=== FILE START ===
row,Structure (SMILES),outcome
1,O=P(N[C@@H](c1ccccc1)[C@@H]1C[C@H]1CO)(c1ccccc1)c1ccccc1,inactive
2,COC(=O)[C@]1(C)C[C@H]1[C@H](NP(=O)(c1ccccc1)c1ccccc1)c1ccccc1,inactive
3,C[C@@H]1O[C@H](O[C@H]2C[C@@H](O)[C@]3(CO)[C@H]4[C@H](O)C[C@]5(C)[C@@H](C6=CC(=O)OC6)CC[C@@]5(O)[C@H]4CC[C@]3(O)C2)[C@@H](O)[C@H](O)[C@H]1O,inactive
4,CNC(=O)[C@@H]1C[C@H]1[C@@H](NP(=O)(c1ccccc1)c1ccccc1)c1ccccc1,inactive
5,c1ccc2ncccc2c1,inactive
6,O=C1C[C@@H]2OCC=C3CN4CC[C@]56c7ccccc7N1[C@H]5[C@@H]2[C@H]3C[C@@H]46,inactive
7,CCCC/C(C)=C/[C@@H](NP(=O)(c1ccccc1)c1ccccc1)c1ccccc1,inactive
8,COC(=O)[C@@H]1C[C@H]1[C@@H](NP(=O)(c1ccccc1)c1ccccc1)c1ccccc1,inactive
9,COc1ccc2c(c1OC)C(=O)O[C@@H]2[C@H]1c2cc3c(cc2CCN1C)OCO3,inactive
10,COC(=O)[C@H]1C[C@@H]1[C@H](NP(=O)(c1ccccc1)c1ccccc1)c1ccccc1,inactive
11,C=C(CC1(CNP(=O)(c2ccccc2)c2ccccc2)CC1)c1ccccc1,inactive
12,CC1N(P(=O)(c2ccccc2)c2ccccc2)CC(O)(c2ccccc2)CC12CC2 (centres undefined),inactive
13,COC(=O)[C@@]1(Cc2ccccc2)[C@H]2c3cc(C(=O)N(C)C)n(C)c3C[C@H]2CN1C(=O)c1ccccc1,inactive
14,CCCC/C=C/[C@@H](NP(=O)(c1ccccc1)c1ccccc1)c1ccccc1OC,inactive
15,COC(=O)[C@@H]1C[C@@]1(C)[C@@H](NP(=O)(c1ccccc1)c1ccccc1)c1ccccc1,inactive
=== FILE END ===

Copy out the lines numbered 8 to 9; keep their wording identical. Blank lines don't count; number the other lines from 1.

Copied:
7,CCCC/C(C)=C/[C@@H](NP(=O)(c1ccccc1)c1ccccc1)c1ccccc1,inactive
8,COC(=O)[C@@H]1C[C@H]1[C@@H](NP(=O)(c1ccccc1)c1ccccc1)c1ccccc1,inactive